Literature is full of romance. There is hardly a fiction book without a dose of love in it. And who could not possibly like it? Especially when the love of the characters is too good to be true.
Due to St. Valentine's Day that is coming shortly, we asked readers to tell us about their favourite romance and here is what they suggested (the order is random):
- Pride and Prejudice, by Jane Austen.
An old-time classic, set in England in the beginning of the 19th century, it narrates the story of Mr & Mrs Bennet's five unmarried daughters and especially Elizabeth after two rich and eligible bachelors, Mr Charles Bingley and his friend, Mr Fitzwilliam Darcy move in the neighbourhood. Elizabeth and Darcy form the main protagonists of the novel. Circumstances force them to frequent each other often, learn more about their character and their differences. Love does not come easy to them; Elizabeth needs to overcome her misjudgements that are based more on prejudice rather than evidence and Darcy has to set aside his pride and status-consciousness to accept Elizabeth as she is. However, they cannot avoid falling in love and becoming one of the most memorable couples in literature. We just wish Mr Darcy were true.
- Thelma, by Marie Corelli
A Victorian love story about a breathtakingly beautiful girl called Thelma, who grows up in Norway and is taken away from her country by an English gentleman. She gets to know treachery and adventure whilst she is deeply loved in secret. Her father's man sacrifices his life for her and her husband's friend never shows his feelings. Thelma gives birth to a daughter, who ends up marrying one of these men. It is a sweet and tender story of love and passion, a good, old-fashioned romance that never stops to fascinate.
- Outlander, by Diana Gabaldon
Mixing historical fiction, adventure, fantasy and romance, the series narrates the story of Claire Randall, a 20th century nurse, who travels back in 18th century Scotland and finds love in the eyes of Jamie Fraser. It is difficult to explain who she is and how she came there, and it is hard to make herself accepted among the Scottish who loathe anything English. She has found romance, though, and this makes her extremely unwilling to go back to modern times when she gets the chance. A thrilling, enchanting romance full of adventure that will make you read for hours and wish you could be in the 1700s yourself.
- Twilight, by Stephenie Meyer
The love story between a teenager, Bella Swan, and a 104-year-old vampire named Edward Cullen in the cloudy and rainy little town of Forks, Washington, US. The narrator is Bella, who meets Edward when she moves to Forks to live with her dad after her mother marries for a second time. She is instantly attracted to him and although things do not seem to work out for them in the beginning, they end up living a strong romance that goes beyond nature, society and dangers. "I will love you forever", literally.
- Wuthering heights, by Emily Brontë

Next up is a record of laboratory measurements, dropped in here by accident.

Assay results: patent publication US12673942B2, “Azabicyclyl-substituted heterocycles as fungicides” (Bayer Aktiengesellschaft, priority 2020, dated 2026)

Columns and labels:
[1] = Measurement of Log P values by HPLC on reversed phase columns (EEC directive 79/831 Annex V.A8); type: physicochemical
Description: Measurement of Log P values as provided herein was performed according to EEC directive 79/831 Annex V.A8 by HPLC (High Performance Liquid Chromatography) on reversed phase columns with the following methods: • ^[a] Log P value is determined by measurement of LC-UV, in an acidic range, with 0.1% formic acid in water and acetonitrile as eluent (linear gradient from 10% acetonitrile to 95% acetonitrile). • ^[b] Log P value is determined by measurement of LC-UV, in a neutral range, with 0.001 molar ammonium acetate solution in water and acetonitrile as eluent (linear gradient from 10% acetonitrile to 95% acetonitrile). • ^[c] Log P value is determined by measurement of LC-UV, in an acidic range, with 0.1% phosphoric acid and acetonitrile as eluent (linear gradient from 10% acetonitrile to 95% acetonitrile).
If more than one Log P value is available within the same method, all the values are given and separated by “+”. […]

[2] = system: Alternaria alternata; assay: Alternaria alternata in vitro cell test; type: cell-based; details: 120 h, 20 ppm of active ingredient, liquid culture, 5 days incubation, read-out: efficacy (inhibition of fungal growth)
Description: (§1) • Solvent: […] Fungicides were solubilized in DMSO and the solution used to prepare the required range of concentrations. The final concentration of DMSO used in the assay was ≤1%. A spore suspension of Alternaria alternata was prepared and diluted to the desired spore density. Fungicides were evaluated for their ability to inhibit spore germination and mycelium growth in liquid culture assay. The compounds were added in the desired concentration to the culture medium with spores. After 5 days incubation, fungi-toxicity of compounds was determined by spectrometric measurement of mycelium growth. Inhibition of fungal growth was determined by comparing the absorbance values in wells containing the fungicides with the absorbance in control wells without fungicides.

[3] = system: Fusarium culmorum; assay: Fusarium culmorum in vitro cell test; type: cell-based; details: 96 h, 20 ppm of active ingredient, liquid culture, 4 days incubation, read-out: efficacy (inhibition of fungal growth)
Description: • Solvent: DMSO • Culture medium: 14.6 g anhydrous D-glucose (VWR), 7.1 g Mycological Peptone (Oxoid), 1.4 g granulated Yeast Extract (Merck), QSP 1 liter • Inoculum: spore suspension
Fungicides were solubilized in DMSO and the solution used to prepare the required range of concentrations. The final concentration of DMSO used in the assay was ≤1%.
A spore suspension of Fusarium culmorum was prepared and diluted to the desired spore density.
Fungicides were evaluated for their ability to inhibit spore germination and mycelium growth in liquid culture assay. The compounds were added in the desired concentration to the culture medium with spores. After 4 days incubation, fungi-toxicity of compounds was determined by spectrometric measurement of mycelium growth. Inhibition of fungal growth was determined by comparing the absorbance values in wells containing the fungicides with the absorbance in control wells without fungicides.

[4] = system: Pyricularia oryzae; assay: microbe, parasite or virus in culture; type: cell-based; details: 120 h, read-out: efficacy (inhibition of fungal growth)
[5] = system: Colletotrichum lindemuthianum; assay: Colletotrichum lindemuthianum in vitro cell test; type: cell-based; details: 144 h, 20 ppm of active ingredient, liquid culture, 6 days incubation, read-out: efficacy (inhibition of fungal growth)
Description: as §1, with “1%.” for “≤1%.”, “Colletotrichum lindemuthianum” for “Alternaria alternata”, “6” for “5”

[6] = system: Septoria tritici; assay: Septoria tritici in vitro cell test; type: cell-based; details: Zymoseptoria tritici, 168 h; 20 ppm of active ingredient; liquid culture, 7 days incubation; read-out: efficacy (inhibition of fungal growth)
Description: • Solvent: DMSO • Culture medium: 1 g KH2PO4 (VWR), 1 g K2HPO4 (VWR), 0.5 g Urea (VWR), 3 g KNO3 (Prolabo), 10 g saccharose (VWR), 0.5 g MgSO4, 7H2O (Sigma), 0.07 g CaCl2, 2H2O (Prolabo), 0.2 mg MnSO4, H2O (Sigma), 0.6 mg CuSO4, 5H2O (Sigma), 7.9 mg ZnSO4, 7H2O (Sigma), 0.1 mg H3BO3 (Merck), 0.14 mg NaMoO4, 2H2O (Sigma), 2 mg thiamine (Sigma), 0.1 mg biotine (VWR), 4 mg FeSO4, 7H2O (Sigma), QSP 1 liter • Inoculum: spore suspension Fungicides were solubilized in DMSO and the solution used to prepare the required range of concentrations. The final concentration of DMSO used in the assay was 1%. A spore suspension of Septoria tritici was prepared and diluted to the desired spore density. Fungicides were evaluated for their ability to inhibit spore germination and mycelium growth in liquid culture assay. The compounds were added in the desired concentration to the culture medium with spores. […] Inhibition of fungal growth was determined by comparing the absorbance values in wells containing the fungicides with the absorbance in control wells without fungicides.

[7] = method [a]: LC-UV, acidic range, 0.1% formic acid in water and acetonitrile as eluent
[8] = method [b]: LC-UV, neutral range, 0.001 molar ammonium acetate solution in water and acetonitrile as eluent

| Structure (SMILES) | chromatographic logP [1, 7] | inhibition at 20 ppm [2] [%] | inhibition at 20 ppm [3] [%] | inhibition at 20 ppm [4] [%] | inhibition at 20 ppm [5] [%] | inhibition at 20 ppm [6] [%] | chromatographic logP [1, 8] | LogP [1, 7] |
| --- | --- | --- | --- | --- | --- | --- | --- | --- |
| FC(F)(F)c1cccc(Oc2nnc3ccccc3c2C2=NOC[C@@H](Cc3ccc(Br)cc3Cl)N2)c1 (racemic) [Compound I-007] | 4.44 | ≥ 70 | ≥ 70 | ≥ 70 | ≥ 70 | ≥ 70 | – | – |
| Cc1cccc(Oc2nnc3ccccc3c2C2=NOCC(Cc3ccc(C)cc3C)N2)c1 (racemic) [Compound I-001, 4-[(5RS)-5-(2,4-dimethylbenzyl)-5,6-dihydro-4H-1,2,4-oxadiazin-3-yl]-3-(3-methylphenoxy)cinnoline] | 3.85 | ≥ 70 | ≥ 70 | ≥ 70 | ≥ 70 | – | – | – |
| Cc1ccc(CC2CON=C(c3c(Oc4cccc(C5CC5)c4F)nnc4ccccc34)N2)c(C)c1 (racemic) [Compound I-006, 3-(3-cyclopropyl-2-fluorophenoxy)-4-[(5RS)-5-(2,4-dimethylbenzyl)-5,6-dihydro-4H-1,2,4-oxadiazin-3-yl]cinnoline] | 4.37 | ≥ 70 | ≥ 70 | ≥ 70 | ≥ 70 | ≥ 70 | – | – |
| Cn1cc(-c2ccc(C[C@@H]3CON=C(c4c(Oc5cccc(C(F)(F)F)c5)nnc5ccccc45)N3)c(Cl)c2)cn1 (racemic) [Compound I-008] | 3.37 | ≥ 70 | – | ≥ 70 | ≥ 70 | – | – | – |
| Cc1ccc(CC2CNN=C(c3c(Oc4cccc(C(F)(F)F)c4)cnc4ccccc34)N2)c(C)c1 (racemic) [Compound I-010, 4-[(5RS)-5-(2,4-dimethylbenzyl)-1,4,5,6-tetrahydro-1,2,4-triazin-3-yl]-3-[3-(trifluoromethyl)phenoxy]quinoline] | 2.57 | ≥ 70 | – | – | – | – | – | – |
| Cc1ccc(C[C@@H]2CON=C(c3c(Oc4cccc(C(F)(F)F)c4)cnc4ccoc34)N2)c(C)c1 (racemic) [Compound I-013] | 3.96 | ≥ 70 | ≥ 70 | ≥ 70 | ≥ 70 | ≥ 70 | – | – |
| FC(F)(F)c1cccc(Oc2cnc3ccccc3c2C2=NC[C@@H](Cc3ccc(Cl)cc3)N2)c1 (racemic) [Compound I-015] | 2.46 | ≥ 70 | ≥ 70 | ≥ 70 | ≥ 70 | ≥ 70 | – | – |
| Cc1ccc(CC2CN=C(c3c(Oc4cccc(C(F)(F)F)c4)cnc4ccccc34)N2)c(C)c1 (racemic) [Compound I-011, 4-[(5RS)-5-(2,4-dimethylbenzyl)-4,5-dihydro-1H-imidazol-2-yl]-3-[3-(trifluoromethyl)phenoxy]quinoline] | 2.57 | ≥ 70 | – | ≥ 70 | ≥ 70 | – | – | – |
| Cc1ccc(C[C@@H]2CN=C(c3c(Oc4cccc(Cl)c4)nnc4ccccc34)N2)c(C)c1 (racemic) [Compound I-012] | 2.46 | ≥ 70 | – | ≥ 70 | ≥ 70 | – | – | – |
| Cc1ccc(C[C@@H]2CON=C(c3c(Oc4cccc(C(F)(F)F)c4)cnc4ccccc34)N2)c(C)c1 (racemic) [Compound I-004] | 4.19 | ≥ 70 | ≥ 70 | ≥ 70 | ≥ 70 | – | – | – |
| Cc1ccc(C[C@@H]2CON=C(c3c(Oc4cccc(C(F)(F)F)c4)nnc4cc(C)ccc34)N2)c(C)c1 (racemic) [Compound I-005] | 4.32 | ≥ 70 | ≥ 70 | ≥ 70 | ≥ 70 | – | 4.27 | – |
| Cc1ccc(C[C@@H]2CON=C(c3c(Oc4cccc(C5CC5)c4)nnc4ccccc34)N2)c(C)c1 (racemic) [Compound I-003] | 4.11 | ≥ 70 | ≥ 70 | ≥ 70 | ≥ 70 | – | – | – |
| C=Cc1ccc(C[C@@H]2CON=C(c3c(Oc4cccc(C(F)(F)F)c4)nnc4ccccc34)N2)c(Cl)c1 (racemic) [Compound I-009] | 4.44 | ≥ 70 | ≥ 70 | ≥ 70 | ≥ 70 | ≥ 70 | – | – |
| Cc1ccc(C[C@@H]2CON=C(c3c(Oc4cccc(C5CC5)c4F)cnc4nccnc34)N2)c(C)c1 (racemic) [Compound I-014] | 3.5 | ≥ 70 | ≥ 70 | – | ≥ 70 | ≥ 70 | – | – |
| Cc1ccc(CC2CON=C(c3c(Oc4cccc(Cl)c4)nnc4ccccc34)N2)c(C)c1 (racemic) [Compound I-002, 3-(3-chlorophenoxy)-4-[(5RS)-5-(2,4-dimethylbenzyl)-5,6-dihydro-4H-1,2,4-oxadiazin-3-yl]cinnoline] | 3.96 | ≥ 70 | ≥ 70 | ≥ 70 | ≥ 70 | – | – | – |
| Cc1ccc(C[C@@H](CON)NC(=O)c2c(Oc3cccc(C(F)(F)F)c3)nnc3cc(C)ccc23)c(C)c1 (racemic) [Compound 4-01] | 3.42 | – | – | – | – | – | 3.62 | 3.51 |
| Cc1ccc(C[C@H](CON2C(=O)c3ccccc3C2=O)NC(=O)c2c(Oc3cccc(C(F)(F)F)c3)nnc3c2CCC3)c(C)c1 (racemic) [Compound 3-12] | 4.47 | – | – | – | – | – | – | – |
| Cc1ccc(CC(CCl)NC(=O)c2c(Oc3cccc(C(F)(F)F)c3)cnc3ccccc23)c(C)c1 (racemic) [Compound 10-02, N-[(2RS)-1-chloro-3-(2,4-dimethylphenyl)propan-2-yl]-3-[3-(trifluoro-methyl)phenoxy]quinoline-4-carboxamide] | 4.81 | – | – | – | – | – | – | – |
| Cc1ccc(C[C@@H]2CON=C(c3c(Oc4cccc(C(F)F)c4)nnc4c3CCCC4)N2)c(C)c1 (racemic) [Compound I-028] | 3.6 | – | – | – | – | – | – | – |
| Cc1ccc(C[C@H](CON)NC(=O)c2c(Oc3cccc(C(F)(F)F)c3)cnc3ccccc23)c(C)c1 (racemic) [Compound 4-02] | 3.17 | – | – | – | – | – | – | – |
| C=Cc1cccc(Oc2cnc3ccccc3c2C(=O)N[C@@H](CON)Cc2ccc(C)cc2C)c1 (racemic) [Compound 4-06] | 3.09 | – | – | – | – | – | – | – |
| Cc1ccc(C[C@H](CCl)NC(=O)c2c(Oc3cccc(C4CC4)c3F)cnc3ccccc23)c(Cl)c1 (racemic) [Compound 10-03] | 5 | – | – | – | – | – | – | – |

Heathcliff and Catherine, perhaps the most powerful literary example of how destructive love can be. Heathcliff, an orphan, is brought home by Catherine's father after being found wandering the streets of Liverpool and he and the girl connect immediately. They grow close and speak of love and living together. However, circumstances develop and Catherine accepts the proposal of Edgar Linton, a man of high social status, and this decision has disastrous consequences for all the main characters. Catherine finally dies giving birth to a daughter. Heathcliff is a man of strong, cruel and violent nature, especially to those he does not care about. He is deeply hurt by this marriage and makes his life's purpose to get revenge from the man that took away his love. A powerful novel, full of strong emotions that are expressed in some of the most unforgettable dialogues in the English literature. A love that not even death can destroy.
- The Time Traveller's Wife, by Audrey Niffenegger
Both a romance and a fantasy novel, it is the story of Henry and Clare. Henry suffers from a rare genetic disorder that makes him travel through time against his will. He travels to Clare's childhood for the fist time when she is a six-year-old girl and he keeps visiting her at intervals until she is eighteen. They develop a relationship over time until they finally meet "in the present" and get married. As the whole novel develops among the past, the present and the future, it talks about a love that transcends time and shows how people can change through it.
- The fault in our stars, by John Green
They say that the first love is the one we never forget. What if this first love is the last one, too? Hazel and Augustus are two teenagers who suffer from cancer. They both attend a support group and feel immediate attraction for one another. They read each other's favourite books and they try to find out how one of these books end from its author. After they visit him in Amsterdam, Augustus' health deteriorates and soon afterwards he dies. It's a sweet, tender and heartbreaking love story that will stay in your mind and heart long after you finish the book.
- Brokeback Mountain, by Annie Proulx
Better known as a film, this short story focuses on the intense emotional and sexual affair of two young men, who are hired to look after the sheep at the grazing range on the Brokeback Mountain. They separate when the season is over, but they cannot forget each other. They keep their relationship though brief encounters for the next two decades beside their lives as husbands and fathers.
This list covers only a few of all the wonderful stories of love and passion. Which is your favourite one?
[written by FK for Walkley Library]